In the back of a cavernous hall, standing behind rows of solemn-looking men, an Iraqi politician known for her passion began to shriek. Her name was Vian Dakhil: the lone representative of the Yazidi people in Iraq’s parliament. And she was asking for someone, anyone, to listen. The Islamic State had just expelled thousands of her people from the northern town of Sinjar. Stranded on a barren mountain without food or water, they faced extermination.
Women, she said, were being sold as sexual slaves. Children, she said, were dying. Someone, she said, must take notice.
“We are being slaughtered!” she sobbed, her voice raw and worn out, as seen on this parliamentary video. “We are being exterminated! An entire religion is being exterminated from the face of the Earth. In the name of humanity, save us!”
Far away from the hotly covered regions of the world, there is an unfolding humanitarian crisis — others say emerging genocide — occurring on a dust-choked spit of earth called Sinjar Mountain. On Wednesday, reports The Washington Post’s Loveday Morris, Iraqi helicopters dropped supplies — but would they be enough?
The mountain is inhabited by tens of thousands of exiled residents, many who belong to a little-known but ancient ethnic group, the Yazidis. There, according to this harrowing report by Morris, they can’t dig into the earth, so dead children and elderly are buried under stones.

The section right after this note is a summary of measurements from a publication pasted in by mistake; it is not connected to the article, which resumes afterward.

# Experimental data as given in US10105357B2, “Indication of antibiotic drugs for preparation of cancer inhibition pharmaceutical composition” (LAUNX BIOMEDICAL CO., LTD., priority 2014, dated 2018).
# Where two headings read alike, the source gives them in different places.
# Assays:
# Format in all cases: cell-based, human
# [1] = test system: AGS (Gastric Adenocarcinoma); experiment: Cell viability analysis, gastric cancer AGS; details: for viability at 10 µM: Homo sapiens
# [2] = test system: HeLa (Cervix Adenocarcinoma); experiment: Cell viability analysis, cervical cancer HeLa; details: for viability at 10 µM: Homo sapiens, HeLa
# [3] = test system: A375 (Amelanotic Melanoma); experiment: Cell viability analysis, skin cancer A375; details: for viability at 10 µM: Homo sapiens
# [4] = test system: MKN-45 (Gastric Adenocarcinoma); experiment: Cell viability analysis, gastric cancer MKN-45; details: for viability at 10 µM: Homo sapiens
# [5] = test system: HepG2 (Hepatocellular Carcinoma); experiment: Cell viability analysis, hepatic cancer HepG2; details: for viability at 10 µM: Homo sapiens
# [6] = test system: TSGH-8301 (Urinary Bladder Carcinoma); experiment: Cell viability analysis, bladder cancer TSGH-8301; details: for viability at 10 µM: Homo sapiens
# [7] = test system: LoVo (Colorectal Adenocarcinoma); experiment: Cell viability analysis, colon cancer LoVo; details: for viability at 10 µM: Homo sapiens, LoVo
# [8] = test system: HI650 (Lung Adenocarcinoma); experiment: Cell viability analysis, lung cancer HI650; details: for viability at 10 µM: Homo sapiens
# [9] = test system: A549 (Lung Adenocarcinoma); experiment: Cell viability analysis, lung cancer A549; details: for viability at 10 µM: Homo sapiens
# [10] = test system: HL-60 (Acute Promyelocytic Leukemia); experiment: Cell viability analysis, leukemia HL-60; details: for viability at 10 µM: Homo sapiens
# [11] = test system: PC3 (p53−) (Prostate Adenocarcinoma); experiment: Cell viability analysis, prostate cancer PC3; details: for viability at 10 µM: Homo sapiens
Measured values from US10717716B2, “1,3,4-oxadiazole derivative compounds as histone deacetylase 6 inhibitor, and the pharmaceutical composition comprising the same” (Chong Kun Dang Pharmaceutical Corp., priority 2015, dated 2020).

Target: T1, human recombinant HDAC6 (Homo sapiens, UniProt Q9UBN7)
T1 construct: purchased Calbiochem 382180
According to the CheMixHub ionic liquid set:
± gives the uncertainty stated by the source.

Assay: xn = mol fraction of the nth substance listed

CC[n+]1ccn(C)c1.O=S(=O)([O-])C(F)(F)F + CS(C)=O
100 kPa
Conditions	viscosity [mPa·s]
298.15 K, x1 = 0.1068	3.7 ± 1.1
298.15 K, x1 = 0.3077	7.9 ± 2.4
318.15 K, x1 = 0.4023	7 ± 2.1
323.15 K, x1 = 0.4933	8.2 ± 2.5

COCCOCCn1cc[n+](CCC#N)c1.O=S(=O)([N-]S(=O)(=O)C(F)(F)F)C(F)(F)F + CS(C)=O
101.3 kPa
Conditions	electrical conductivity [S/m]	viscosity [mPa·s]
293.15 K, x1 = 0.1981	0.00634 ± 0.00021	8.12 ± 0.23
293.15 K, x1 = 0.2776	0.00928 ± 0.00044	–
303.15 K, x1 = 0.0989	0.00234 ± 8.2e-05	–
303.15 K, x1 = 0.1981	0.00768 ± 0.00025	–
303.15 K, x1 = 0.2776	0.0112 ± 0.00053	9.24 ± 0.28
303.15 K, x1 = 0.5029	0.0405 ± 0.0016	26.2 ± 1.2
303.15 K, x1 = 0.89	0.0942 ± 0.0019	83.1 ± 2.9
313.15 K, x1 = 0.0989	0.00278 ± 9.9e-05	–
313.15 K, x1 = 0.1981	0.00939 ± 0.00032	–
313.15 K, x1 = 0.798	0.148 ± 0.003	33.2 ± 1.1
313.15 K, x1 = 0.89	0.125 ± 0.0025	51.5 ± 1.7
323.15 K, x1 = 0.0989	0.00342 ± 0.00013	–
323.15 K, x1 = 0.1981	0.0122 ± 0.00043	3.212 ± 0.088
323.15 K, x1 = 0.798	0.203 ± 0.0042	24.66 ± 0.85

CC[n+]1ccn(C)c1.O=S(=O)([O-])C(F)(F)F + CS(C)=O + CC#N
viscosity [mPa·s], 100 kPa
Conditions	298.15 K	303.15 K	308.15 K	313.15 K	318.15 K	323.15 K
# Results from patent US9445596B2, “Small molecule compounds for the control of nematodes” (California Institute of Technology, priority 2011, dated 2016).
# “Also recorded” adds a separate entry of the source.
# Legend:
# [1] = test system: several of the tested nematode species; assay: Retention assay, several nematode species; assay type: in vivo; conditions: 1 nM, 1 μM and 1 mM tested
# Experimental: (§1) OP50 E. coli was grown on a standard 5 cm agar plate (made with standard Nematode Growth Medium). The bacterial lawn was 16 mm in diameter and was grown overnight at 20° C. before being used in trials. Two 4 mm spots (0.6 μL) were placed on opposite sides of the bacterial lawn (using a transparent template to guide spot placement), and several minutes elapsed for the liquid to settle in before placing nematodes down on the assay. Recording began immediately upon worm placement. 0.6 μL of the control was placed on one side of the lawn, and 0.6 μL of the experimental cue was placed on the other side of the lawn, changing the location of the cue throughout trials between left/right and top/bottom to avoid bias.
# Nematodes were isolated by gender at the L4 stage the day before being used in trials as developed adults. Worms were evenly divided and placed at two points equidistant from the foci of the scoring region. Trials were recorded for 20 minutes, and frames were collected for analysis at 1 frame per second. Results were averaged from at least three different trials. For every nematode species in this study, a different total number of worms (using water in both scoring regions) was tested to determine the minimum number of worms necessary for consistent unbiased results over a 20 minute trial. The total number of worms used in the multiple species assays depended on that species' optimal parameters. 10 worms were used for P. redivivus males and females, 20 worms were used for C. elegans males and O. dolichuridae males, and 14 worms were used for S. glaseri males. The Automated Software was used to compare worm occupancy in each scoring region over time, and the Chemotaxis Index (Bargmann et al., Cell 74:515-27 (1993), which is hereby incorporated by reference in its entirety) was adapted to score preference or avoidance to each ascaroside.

“There are children dying on the mountain, on the roads,” Marzio Babille, the Iraqi representative for the United Nations Children’s Fund, told The Post. “There is no water, there is no vegetation, they are completely cut off and surrounded by Islamic State. It’s a disaster, a total disaster.”
The Yazidis are just the latest minority group the Islamic State has targeted in its brutal campaign of religious persecution and killings. While many recent Iraqi conflicts have been framed as clashes between Sunnis and Shiites, this one is different. The Islamic State has declared war against anyone different, anyone unwilling to convert to the its ascetic brand of Islam. It’s worse, Iraqi religious leaders say, than Genghis Khan. Overnight, the BBC and others reported that thousands of Christians were fleeing the minority’s biggest town in Iraq, Qaragosh, after militants captured it.
Most analysts agree there’s not a religious or ethnic minority in northern Iraq — Shabaks, Turkmens, Yazidis, Christians — that isn’t in danger. “How in the 21st century could people be forced from their houses just because they are Christian, or Shiite, or Sunni or Yazidi?” Louis Raphael Sako, the head of Iraq’s largest church, recently told Reuters. “Christian families have been expelled from their houses and their valuables were stolen…. This has never happened in Christian or Islamic history. Even Genghis Khan … didn’t do this.”
According to Human Rights Watch, the Islamic State has kidnapped 130 Syrian Kurdish children. It has killed Shiite Turkmens. It has kidnapped and murdered Shiite members of the Shabak minority. It has scrawled letters across Christian homes, proclaimed them the property of the Islamic State and exiled the inhabitants. And now, it has forced out of Sinjar thousands of Yazidis, who are dying on a mountain.
The Islamic State “should immediately halt its vicious campaign against minorities in and around Mosul,” Human Rights Watch’s Middle East director said in a statement. “Being a Turkman, a Shabak, a Yazidi, or a Christian in [Islamic State] territory can cost you your livelihood, your liberty, or even your life.”